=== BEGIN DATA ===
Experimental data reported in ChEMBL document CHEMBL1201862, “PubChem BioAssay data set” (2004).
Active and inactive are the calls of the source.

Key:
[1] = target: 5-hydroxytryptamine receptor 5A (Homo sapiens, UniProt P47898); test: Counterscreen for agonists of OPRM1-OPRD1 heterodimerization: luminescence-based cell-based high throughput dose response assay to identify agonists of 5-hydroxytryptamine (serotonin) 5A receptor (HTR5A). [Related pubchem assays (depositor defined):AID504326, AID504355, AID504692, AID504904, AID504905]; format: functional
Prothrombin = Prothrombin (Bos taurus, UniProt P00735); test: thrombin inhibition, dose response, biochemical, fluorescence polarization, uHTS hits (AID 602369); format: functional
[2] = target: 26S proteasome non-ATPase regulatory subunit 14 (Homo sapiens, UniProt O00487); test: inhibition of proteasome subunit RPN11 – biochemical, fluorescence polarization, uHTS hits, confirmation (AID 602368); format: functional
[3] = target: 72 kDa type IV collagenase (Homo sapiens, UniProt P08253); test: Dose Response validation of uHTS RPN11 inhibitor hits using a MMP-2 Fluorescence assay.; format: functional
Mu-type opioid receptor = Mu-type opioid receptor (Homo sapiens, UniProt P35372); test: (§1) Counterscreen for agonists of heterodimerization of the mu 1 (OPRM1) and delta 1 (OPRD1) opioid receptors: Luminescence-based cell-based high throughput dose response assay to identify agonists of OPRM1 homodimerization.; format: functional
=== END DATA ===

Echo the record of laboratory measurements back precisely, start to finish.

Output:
Experimental data reported in ChEMBL document CHEMBL1201862, “PubChem BioAssay data set” (2004).
Active and inactive are the calls of the source.

Key:
[1] = target: 5-hydroxytryptamine receptor 5A (Homo sapiens, UniProt P47898); test: Counterscreen for agonists of OPRM1-OPRD1 heterodimerization: luminescence-based cell-based high throughput dose response assay to identify agonists of 5-hydroxytryptamine (serotonin) 5A receptor (HTR5A). [Related pubchem assays (depositor defined):AID504326, AID504355, AID504692, AID504904, AID504905]; format: functional
Prothrombin = Prothrombin (Bos taurus, UniProt P00735); test: thrombin inhibition, dose response, biochemical, fluorescence polarization, uHTS hits (AID 602369); format: functional
[2] = target: 26S proteasome non-ATPase regulatory subunit 14 (Homo sapiens, UniProt O00487); test: inhibition of proteasome subunit RPN11 – biochemical, fluorescence polarization, uHTS hits, confirmation (AID 602368); format: functional
[3] = target: 72 kDa type IV collagenase (Homo sapiens, UniProt P08253); test: Dose Response validation of uHTS RPN11 inhibitor hits using a MMP-2 Fluorescence assay.; format: functional
Mu-type opioid receptor = Mu-type opioid receptor (Homo sapiens, UniProt P35372); test: (§1) Counterscreen for agonists of heterodimerization of the mu 1 (OPRM1) and delta 1 (OPRD1) opioid receptors: Luminescence-based cell-based high throughput dose response assay to identify agonists of OPRM1 homodimerization.; format: functional